A Case for Common Sense
How to deal with those of mental and physical impairments is a serious matter. Awareness and education should begin at family and community levels long before public difficulties ensue.
Maryland's governor has created a commission aimed a training First Responders who face the difficult task of handling public or private situations where those with mental and physical impairments are involved.
The initial problem in the executive order is the name: the Maryland Commission for Effective Community Inclusion of Individuals with Intellectual and Development Disabilities.
This is the result of Robert Ethan Saylor's death on Jan. 12 in Frederick. A Down syndrome young man who succumbed after off-duty sheriff's deputies attempted to remove him from a theater.
Without a doubt the situation is tragic not only for the young man and his family but the sheriff's deputies having to deal with the incident.
The governor's commission will salve the feelings of many. There's nothing improper about that. However, organizations and professionals are already in place locally, statewide and nationally able to further teach First Responders. The Arc of Frederick County and similar agencies throughout the state have long been major players. They do a grand job.
These professionals are readily available for all public agencies. They perform magnificently and can provide incredibly good leadership.
Dealing with "special" citizens is not an easy or simple task. Take a look at the tragedies at the Washington Navy Yard. The "shooter's" mental impairments were known but nothing could be done to stop him or to help him.
Common sense is the quickest and simplest way to handle those with Down's syndrome. That's this bureau's preferred description. When Mr. Saylor's situation occurred, I was as incensed as others.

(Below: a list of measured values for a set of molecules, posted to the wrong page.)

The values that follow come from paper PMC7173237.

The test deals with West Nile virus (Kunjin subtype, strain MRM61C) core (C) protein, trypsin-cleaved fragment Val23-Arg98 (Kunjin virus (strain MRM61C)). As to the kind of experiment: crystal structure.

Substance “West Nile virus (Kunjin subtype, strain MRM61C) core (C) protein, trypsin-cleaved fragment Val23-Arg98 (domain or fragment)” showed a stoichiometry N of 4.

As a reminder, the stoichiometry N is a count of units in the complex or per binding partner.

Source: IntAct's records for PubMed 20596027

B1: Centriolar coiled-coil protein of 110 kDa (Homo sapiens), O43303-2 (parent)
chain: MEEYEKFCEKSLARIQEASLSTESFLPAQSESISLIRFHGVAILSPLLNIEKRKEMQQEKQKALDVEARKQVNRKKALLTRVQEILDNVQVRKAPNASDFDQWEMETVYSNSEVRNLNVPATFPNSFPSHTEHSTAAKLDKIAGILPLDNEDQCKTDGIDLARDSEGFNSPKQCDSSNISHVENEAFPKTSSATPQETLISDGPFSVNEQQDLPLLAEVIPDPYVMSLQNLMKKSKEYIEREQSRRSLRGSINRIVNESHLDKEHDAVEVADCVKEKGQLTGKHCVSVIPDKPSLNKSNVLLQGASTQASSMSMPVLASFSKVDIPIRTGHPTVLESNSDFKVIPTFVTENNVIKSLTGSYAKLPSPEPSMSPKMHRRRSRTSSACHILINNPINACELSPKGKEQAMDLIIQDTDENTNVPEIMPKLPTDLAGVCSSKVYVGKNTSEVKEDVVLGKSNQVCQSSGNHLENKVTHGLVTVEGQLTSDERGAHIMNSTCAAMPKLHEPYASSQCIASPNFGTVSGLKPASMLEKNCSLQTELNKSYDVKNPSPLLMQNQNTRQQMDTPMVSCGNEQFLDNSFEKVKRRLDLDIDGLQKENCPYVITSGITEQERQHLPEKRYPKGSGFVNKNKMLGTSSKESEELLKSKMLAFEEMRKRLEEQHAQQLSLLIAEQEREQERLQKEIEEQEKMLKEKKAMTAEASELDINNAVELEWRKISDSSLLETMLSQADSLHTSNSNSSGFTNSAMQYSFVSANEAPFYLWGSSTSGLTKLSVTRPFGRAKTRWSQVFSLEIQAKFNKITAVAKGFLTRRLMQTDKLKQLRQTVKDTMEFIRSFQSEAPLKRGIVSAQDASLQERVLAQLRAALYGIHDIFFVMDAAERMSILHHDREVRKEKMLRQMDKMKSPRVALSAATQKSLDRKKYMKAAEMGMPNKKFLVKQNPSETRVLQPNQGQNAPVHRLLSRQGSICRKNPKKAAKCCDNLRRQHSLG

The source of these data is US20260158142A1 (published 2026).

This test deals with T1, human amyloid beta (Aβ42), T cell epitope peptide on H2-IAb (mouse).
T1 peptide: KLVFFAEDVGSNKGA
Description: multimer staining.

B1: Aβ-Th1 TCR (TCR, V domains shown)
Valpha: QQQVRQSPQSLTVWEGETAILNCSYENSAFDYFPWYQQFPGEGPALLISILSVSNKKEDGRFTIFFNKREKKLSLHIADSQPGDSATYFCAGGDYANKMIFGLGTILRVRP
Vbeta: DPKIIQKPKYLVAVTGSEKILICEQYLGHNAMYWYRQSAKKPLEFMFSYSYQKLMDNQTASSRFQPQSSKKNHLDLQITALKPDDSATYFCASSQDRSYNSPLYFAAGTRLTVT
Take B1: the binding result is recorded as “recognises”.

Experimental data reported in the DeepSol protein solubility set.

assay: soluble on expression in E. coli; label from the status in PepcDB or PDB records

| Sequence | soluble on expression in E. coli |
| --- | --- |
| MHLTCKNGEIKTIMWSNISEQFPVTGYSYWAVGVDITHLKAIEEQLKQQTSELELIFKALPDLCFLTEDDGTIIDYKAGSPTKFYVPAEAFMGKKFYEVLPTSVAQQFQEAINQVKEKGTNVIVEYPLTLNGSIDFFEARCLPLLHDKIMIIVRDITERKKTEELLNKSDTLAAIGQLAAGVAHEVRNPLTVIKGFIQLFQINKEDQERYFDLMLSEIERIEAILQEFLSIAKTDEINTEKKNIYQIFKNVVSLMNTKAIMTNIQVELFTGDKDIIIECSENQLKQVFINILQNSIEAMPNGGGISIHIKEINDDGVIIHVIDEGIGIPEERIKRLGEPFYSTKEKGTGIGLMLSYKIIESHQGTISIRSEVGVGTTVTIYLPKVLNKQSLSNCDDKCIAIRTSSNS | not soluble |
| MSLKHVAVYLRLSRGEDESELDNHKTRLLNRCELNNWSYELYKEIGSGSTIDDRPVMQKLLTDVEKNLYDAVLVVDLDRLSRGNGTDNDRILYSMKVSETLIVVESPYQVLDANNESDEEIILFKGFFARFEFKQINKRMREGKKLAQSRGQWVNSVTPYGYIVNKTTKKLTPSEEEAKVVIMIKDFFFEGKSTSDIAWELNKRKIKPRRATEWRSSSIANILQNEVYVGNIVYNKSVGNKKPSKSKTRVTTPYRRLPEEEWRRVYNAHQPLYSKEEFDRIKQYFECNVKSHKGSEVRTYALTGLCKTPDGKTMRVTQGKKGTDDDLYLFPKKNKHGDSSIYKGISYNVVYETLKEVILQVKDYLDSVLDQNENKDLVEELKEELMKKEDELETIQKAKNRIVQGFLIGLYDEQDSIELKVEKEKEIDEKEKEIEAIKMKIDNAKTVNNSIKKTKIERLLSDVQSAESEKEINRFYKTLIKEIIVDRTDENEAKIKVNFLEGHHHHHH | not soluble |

How to teach common sense is a tough question. But, it begins early on and we must treat our offspring as other siblings, teach our "special" children as normal and use every available method for their happy lives.
Schools provide special teachers; they are unsung heroes but are first-class educators.
The idea of a large commission, 16-plus members, sounds good but people and facilities are already in place.
First Responders means local, state and federal police agencies, sheriff's offices, natural resources agents, U.S. Marshals, ATF, FBI, Secret Service, animal control officers, game wardens, park rangers and many more.
The keys though lie with families. The "feel good" commission will only do what's already known.
My words are not to pooh-pooh the headlines for the governor or to disrespect Mr. Saylor or the national organizations. The reality is to use every available method to help every citizen.
More training is obviously important but local law enforcement agencies are not out there to hurt people. I could teach the class.
As a parent of a "special" son, I am blessed. At 47, he leads a productive life, reads, writes and is an expert in the kitchen. At my age, that's more than a joy. He follows all sports, knows the scores, standings, loves music, his family and is active in his church.
On the way to church one Sunday, I quizzed him on Bible verses. He reversed the question, what's the shortest verse? Before I could answer he said, "Jesus wept, John 11:35."
Recently the phone rang. A friend invited us to a football game at FedEx Field. I mean box seats with lunch. Said my son, "I don't want to go. You know, I don't like the Redskins."
We watched the Ravens instead.